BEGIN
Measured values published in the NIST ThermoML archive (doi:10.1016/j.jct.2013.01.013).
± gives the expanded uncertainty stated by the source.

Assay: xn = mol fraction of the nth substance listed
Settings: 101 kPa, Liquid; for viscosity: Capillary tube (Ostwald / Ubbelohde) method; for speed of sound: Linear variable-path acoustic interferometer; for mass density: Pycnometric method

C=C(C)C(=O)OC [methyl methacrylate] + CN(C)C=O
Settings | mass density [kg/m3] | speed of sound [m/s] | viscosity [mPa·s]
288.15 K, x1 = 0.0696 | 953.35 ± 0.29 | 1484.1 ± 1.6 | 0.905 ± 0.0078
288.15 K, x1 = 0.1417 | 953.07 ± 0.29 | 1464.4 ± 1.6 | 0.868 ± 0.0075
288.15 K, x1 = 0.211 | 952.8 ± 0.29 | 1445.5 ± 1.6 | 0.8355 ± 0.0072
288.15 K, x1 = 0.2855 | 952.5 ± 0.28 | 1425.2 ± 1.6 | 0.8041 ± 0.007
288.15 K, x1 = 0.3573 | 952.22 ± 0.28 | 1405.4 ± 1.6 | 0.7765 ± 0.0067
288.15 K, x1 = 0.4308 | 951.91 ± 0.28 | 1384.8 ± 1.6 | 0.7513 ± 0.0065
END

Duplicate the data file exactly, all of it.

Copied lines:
Measured values published in the NIST ThermoML archive (doi:10.1016/j.jct.2013.01.013).
± gives the expanded uncertainty stated by the source.

Assay: xn = mol fraction of the nth substance listed
Settings: 101 kPa, Liquid; for viscosity: Capillary tube (Ostwald / Ubbelohde) method; for speed of sound: Linear variable-path acoustic interferometer; for mass density: Pycnometric method

C=C(C)C(=O)OC [methyl methacrylate] + CN(C)C=O
Settings | mass density [kg/m3] | speed of sound [m/s] | viscosity [mPa·s]
288.15 K, x1 = 0.0696 | 953.35 ± 0.29 | 1484.1 ± 1.6 | 0.905 ± 0.0078
288.15 K, x1 = 0.1417 | 953.07 ± 0.29 | 1464.4 ± 1.6 | 0.868 ± 0.0075
288.15 K, x1 = 0.211 | 952.8 ± 0.29 | 1445.5 ± 1.6 | 0.8355 ± 0.0072
288.15 K, x1 = 0.2855 | 952.5 ± 0.28 | 1425.2 ± 1.6 | 0.8041 ± 0.007
288.15 K, x1 = 0.3573 | 952.22 ± 0.28 | 1405.4 ± 1.6 | 0.7765 ± 0.0067
288.15 K, x1 = 0.4308 | 951.91 ± 0.28 | 1384.8 ± 1.6 | 0.7513 ± 0.0065